Welcome to the Expense Eliminator Module
Press Play to watch the video and read the information below to get started.
In this section, you will:
- Categorize your expenses
- Eliminate some expenses
- Gain Additional Resources for Student Loan Debt
First, we need to look at expenses. Simplify put, an expense is money spent. Expenses would include things like rent, transportation, entertainment, subscriptions, credit cards, student loans, mortgage, cell phone bills, utilities, food, and so on. It is essential that you list out all of the money you spend on a monthly basis. You’ll need to fetch your bank account statements for the last three months to help you do this. Divide your expenses into 2 categories using the Budgeting Blueprint.
The first category is “needs”, as they are necessary for day-to-day living. Think to yourself, “What do I need to live this month/year?” Obviously, things like food and shelter come to mind, but don’t forget about things like transportation, toiletries, and insurance. The Budgeting Blueprint will guide you through this, just fill in the blanks. Think bare-bone, bare necessities, no fluff when listing your needs. Do not list things like “going to the movies twice a month to see the latest flick” on this list. Be brutally honest with yourself. We are stripping your expenses down to what you need to survive day-to-day.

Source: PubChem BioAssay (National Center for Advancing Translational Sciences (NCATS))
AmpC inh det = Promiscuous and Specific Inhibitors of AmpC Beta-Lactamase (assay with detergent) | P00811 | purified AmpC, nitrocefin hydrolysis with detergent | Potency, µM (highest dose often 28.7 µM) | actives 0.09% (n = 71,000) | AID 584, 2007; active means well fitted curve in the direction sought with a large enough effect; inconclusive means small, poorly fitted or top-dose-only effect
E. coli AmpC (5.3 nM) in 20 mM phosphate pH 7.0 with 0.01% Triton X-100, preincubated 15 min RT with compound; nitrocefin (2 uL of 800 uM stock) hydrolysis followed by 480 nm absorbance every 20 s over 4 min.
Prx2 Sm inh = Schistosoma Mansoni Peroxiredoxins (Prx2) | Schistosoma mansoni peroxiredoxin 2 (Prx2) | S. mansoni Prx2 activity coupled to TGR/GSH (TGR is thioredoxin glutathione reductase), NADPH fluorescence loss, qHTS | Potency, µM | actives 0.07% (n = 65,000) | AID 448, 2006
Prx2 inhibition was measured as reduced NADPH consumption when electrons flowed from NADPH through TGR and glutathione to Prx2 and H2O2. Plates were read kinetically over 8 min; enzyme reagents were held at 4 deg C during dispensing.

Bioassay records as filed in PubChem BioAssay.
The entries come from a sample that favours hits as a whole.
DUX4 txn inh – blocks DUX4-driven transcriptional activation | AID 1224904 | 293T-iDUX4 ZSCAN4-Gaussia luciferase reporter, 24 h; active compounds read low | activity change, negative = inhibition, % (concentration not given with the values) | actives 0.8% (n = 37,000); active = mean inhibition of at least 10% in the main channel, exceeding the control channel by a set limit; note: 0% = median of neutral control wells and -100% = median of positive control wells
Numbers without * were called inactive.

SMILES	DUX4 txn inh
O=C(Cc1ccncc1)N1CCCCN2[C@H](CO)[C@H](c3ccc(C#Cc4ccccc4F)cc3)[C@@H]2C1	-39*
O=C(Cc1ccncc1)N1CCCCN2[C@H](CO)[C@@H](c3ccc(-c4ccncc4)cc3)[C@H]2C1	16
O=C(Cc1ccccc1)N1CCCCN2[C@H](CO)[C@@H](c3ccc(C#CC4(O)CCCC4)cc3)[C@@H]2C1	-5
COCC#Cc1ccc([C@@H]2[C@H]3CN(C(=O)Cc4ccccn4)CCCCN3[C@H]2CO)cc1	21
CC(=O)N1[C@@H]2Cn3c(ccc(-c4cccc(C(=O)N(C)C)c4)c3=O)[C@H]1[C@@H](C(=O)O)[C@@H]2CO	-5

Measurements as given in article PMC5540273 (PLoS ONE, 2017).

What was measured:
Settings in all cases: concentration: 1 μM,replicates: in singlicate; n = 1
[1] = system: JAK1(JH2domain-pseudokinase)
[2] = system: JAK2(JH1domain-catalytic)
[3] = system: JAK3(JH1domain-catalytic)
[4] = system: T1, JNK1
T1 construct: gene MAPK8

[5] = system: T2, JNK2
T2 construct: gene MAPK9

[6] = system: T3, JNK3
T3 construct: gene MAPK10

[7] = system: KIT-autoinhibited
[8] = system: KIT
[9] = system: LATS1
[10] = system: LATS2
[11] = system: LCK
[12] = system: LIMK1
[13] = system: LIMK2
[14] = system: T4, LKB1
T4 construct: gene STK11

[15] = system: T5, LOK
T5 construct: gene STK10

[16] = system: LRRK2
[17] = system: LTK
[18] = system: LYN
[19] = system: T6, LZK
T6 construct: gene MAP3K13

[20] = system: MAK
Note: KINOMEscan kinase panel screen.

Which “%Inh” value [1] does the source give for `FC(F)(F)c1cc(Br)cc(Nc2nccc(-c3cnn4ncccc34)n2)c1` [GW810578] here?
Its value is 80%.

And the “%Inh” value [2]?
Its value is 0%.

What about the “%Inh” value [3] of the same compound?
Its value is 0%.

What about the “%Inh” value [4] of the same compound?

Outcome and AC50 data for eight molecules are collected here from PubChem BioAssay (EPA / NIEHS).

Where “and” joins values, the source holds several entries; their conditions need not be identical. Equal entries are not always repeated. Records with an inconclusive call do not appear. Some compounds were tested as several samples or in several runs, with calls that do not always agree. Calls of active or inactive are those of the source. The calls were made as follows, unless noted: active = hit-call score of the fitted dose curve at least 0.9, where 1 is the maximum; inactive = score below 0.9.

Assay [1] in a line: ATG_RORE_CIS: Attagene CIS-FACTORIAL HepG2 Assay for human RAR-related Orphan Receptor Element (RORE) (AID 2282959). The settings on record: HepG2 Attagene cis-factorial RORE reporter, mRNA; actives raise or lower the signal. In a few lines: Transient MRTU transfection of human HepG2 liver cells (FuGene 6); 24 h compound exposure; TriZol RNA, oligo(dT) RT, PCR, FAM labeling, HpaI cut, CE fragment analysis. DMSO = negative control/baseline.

For expenses that vary (electric and water bills), use your bank statements to average the cost over the last 3 months. .
AVERAGE = SUM OF (water) BILLS
Add up all of your fluctuating bills and divide the total by 3. Enter the average into your Budgeting Blueprint. List each need in both the monthly and yearly categories. If you pay $73 for your cell phone each month, find the yearly cost by multiplying 12 x $73 for a total of $876.
|Monthly Expense||Yearly Expense|
Notice the Debt Diagram function within the Budgeting Blueprint. Don’t worry about filling in this portion just yet. We will get to it in the Strategic System portion of the course.
Next on the expense list are the “wants”. Wants are things that will not affect your overall well being if you do not have them. Some examples of “wants” are your Netflix subscription, shopping, concerts, clothing (in the name of fashion), gifts, going to athletic events, or getting those girl scout cookies when they post up in front of the grocery store. Most things you encounter will fall under the “wants” category. Wants are tied to our emotions, not our financial well-being.
According to a recent survey from Deft-Free Education, nearly 88% of teachers have student loan debt.